Students need to leave college with skills they can use to make a living and they need a foundation of knowledge to equip them to be good citizens, but most of all they need the personal relationships and opportunities to become more fully themselves, full of purpose.

#LearningIsSocial  

If you want effective and efficient content alone, you're looking for YouTube, not a University. In fact, efficiencies can destroy the deeper goals and our obsessive pursuit of it could result in a myopia that makes it impossible for us to see what our students see, address their needs and make college the transformative experience that is its calling.
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I like your comments so much better than the original article! My thoughts on the article here:
https://plus.google.com/111474406259561102151/posts/KRCD6ifhSjU
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David Dickens

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NIST official: Internet of Things is indefensible
The complexity of the network infrastructure is simply growing beyond any capability to defend.
http://fcw.com/articles/2015/04/16/iot-is-indefensible.aspx

While I appreciate his call of alarm for the unaware, his solution is wrong headed. After admitting that most professionals and organizations are already drowning in guidance materials from the NIST, he proposes more guidance and greater regulation:

Bigman, now a private IT security consultant, suggested that the Office of Management and Budget task NIST with coming up with recommendations for regulating the IOT. IOT hacks have occasionally raised eyebrows, but "no one's paying attention to the bigger issue," he said, referring to a lack of federal regulation.

General use computing and networking are going to be under constant attack from the government in the next few years. 
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There's been a sharp uptick in cheating at elite institutions.
I've been hearing this from colleagues for over year now. I don't think there's a crisis here, but there is a curious phenomenon now operating even among the most successful students. Additionally, I've seen a tonal shift in working with students who feel perfectly justified in taking every advantage that isn't explicitly denied them. The answer might be nothing more than making the honor code more explicit and more well advertised. But, I'll admit that whatever caused this rapid change has me baffled. If anything, my experience of 25 years in higher education has seen students grow generally more honest and honorable.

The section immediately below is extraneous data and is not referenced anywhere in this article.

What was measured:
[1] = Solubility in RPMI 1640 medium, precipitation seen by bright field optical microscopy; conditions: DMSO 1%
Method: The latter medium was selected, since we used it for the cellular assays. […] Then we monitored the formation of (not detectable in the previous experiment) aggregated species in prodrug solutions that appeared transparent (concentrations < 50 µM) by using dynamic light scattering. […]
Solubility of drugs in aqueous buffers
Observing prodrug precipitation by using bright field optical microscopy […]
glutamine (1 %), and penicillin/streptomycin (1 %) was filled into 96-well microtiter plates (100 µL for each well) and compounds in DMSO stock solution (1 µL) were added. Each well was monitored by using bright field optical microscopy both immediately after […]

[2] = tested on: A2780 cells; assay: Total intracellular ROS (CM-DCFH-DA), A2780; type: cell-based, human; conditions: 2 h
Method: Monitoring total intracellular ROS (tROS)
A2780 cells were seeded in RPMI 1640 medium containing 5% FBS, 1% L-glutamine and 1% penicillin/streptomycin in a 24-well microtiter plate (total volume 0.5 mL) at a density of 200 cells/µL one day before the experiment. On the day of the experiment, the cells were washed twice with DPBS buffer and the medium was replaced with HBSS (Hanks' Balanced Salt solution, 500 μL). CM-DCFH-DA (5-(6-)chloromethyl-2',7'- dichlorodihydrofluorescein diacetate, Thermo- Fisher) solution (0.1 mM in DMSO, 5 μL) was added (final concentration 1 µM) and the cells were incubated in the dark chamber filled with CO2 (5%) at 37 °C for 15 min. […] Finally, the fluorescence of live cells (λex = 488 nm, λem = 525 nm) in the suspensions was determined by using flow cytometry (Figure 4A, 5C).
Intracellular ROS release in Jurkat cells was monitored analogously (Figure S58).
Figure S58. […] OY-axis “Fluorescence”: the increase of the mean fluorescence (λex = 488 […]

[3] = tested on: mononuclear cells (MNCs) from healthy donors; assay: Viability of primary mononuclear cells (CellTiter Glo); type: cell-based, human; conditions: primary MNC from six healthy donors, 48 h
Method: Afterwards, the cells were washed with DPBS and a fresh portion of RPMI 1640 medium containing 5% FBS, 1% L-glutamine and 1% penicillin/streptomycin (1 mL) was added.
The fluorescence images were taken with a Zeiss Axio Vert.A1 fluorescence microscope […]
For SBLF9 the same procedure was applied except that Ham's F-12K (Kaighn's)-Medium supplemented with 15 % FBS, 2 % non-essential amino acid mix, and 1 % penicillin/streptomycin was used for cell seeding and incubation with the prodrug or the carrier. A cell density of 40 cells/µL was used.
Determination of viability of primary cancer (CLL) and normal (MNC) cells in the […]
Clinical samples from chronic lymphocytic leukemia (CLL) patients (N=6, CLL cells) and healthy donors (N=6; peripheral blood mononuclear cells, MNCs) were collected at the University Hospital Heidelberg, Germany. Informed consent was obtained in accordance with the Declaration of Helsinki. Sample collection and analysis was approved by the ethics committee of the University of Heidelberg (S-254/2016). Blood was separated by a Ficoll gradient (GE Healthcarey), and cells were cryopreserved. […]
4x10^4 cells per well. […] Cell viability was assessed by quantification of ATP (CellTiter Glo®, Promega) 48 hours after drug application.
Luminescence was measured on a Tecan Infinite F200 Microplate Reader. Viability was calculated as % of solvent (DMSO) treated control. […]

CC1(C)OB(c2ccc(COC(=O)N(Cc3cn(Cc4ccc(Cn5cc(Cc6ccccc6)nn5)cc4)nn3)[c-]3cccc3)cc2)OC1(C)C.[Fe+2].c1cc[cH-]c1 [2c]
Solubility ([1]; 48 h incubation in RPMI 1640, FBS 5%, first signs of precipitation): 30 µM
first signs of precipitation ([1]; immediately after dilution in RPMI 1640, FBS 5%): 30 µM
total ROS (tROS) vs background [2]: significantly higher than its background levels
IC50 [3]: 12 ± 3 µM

As an ed tech guy I can tell you that technology provides very little more than an appearance of security in response to this sort of thing. I appreciate what services like TurnitIn attempt to provide, but they don't replace honor codes and they don't stop students under enormous pressure who become mis-motivated to try to game the system.

I disagree with the tests themselves being the cause of this:
And there's likely to be little progress as long as students and educational institutions remain focused on grades rather than learning, she said. "Until we don't put so much emphasis on a very few high-stakes tests, there are going to be students who feel the need to cheat," Fishman said.

I think that's wrong-headed. There's clearly something new happening and we've always had to grapple with the problem of a few tests (and the grades or certifications associated with the most competitive environments) determining the futures of students. The other option, that students are seeing cheaters get away with cheating more and more, is compelling on a certain level, but the change we've seen anecdotally seems more exaggerated than a few ballplayers or politicians getting away with dishonesty and fraud.

Any thoughts on why we might be seeing the change? Can we lay this at the feet of the tech available? Are students just giving into the temptation laying about in front of them all the time via the ubiquitous presence of the Internet?
Stanford University 's honor code dates to 1921, written by students to help guide them through the minefield of plagiarism, forbidden collaboration, copying and other chicaneries that have tempted undergraduates since they first arrived on college campuses.
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I like the phrase moral hazards.

While I don't want to in any way diminish the error of judgment on the part of a student who cheats, the systemic nature, the structure of the academic models we are working in and towards require developing assessment functions as commodities. Think of it this way, if we take every inefficiency out of every MBA program in the country, won't every MBA experience be unremarkable? Doesn't everyone complain that we are doing nothing but teaching to the test?

If we hold to the post-industrial models and their progeny we're going to come to the point where our need for efficiency breaks down all the incentives for the moral formation of students. Full stop.